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Enter outlaw scholars with tattoos n’ nose rings



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The world sometimes reveals itself in strange ways. The Council for the Development of Social Science Research in Africa (Codesria), in Dakar, Senegal, just finished a week’s intellectual feast.

Nearly 350 scholars were in the house. There were also some grey-haired, bearded wise folk – among them former South African president Thabo Mbeki and Nobel laureate Wole Soyinka – at hand to bring gravitas to proceedings.

Mbeki intrigued everyone with a brief reference to how the Kagame-proposed African Union reforms were “likely to weaken, not strengthen” the continental body, and desisted from saying more. But from his presentation, it was clear what he meant, and that looked like one of the meaty moments at the conference.

But by the end of the next day, I wasn’t sure. Often, with events like these, the revealing stories sometimes are not on the original agenda – or are there, but haven’t been given prominence.

One of the most remarkable things is that over five days, except for a breakout session on “Post-Independence South Sudan: Political and Economic Challenges,” the subject of conflict didn’t consume a major pan-African scholarly conference.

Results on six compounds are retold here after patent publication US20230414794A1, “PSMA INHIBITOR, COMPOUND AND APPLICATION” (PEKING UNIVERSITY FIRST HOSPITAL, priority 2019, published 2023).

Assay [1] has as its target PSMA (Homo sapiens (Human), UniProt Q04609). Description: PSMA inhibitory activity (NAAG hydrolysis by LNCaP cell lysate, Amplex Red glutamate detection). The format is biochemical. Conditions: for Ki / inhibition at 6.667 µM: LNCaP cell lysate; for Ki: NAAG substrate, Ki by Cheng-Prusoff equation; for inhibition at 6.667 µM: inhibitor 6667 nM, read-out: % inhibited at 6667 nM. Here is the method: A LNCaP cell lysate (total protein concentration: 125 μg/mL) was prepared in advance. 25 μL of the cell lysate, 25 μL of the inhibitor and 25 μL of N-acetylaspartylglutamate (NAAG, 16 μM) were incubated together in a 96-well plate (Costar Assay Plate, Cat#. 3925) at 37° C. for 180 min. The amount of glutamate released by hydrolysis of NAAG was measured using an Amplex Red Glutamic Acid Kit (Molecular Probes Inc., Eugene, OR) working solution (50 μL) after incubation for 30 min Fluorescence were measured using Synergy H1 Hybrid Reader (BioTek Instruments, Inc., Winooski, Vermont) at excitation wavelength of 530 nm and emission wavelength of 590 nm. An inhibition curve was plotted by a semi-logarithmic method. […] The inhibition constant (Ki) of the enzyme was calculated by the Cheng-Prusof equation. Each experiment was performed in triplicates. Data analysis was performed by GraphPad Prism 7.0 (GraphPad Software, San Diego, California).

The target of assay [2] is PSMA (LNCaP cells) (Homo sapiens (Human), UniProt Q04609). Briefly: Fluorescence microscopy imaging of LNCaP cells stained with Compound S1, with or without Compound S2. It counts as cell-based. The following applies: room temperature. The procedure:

Just 15 years ago, conflict would have been a big issue on a continent blighted by war. While many scholars spoke about food security and agriculture, I didn’t hear the word “famine” uttered.

While conflict is still a big deal on the continent, and millions still go to bed on an empty stomach, this shift has happened because it’s also true that this is the most peaceful period in Africa in nearly two generations. And famine imperils far fewer people.

And then you begin to fully appreciate how youthful the continent is, and the cultural mutations in that demographic, when you have very young scholars, some with tattoos, mohawk haircuts and rings in the nose, presenting abstract things and dropping words like “epistemology” and “decoloniality.”

There were times when fellows like that were part of the group providing the interlude music.

And it was fascinating, the subjects through which this crop of new scholars sought to understand and explain African realities. Consider these: “Tozoluka: Transnational migration and the navigation of new subjectivities by Congolese car guards in urban South Africa.”

From Sierra Leone: “Marginal Youths or Outlaws? Youth Street Gangs.” “Internet Nationalism: Virtual Space, Imagi-Nation and Neo-Biafran Identity in Nigeria”. “The African Woman and Make-Up Art: Cosmetic Face in the Era of Globalisation.”

So you have research on car guards, street gangs, virtual/digital nationalism, make-up and hair. Also, football is big.

There was a whole session on it with topics like: “Transnational soccer fan identities and cultures in Zimbabwe”; “Local Patterns of European Football Reception and Status Identification in Eldoret, Kenya”; “Chelsea Fandom in Zimbabwe: Localising the Global”; and “European Football Fandom: Nightlife and Patterns of Entertainment on Nairobi’s Ngong Road and Lang’ata Road.”

They are right to strike out in these very new directions. Just watch the Trending Topics on Twitter one hour before a Premier League match, and one hour into it. Sometimes all the top 10 trending topics can be from a single match!

It may be a foreign football league, but if you can figure why Africans obsess about it, you will understand what really is in their hearts and minds.

Charles Onyango-Obbo is publisher of data visualiser Africapaedia and Rogue Chiefs. [email protected]

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